- Teaching Students from Diverse Backgrounds: You will often encounter students who come from dramatically different social, economic, and cultural backgrounds than the ones you are acclimated to. Overlooking these differences can make it difficult for students to understand lessons and achieve their academic goals. This class covers inclusive pedagogy, emphasizing teaching styles that are accessible to all students.
- Fieldwork: Virtually all bachelor’s programs in elementary education dedicate a certain amount of hours to student-teaching experiences. Aspiring teachers will get to work with administration, plan curricula, and lead instruction under the supervision of an experienced professional educator.
Master’s Degree in Elementary Education
Some states require teachers to earn a master’s degree to gain licensure or certification. Aspiring elementary school teachers might also earn a master’s degree from an alternate elementary certification program, if they’ve already earned a bachelor’s degree in a non-teaching field. These degrees often place a greater emphasis on research and continued student-teaching experiences in elementary classrooms.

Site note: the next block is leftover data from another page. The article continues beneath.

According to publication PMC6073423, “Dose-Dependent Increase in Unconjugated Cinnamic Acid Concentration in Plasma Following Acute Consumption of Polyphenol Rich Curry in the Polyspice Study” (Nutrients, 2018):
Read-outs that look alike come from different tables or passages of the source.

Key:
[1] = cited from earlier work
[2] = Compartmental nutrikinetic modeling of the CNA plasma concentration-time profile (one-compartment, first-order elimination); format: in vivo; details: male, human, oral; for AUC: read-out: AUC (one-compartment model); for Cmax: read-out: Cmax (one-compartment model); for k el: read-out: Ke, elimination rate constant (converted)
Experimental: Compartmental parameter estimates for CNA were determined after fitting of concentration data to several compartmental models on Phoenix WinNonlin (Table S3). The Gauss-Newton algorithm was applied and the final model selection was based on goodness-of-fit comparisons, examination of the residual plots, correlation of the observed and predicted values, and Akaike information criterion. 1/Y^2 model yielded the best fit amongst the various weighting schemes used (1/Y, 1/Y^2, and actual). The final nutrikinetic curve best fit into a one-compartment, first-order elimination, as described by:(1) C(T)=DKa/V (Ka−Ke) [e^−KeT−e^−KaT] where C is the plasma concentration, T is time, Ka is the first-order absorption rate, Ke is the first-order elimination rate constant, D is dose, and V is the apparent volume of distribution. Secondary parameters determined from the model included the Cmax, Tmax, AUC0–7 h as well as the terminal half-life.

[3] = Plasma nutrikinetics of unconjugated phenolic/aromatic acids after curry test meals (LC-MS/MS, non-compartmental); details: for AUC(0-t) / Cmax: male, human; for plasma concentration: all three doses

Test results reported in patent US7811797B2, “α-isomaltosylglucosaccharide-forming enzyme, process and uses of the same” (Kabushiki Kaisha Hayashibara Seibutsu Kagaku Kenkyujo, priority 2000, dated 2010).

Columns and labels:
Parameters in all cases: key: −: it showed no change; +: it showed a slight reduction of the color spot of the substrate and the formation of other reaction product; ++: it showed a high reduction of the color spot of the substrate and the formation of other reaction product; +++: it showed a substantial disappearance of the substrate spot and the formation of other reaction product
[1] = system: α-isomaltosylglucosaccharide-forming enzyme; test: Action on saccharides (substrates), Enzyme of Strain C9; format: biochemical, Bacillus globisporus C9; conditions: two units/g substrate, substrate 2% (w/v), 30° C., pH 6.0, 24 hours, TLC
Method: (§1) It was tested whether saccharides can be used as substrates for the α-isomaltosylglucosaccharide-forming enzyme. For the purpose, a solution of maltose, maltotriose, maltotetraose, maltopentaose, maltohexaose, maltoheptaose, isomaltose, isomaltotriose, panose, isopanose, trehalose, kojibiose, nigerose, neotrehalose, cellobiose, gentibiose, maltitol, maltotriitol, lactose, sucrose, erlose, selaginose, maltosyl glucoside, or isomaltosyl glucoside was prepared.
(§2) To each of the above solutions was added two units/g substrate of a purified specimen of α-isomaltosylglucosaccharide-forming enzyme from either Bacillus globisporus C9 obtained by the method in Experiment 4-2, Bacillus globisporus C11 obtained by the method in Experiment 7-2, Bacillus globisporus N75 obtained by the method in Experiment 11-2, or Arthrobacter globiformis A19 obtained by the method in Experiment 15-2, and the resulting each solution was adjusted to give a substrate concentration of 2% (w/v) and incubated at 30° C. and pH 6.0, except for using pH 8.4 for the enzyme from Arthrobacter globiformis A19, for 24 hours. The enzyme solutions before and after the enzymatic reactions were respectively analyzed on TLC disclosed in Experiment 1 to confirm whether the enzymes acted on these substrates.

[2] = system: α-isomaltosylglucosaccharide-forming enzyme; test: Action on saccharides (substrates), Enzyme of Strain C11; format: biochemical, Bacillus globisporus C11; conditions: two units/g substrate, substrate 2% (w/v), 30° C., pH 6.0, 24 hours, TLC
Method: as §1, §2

Master’s students will dive further into elementary level pedagogy, examining the policies, research, social effects, and techniques of this field at greater length. Graduate students might also choose to explore a content area further, and expand their expertise on subject instruction.
- Curricula Planning and Presentation: Elementary school teachers spend hours designing lessons and planning class demonstrations behind the scenes, when class isn’t in session. These courses will delve into forming comprehensive teaching plans for the school year, which requires attention to pacing, special projects, and material reiteration.
- Technology in the Classroom: There are a myriad of consumer devices that teachers can use to accomplish their classroom goals. Learning apps and hardware can be used by teachers to craft engaging presentations and manage paperwork. Students can use technology to discover new learning resources, play educational games, and increase their tech literacy.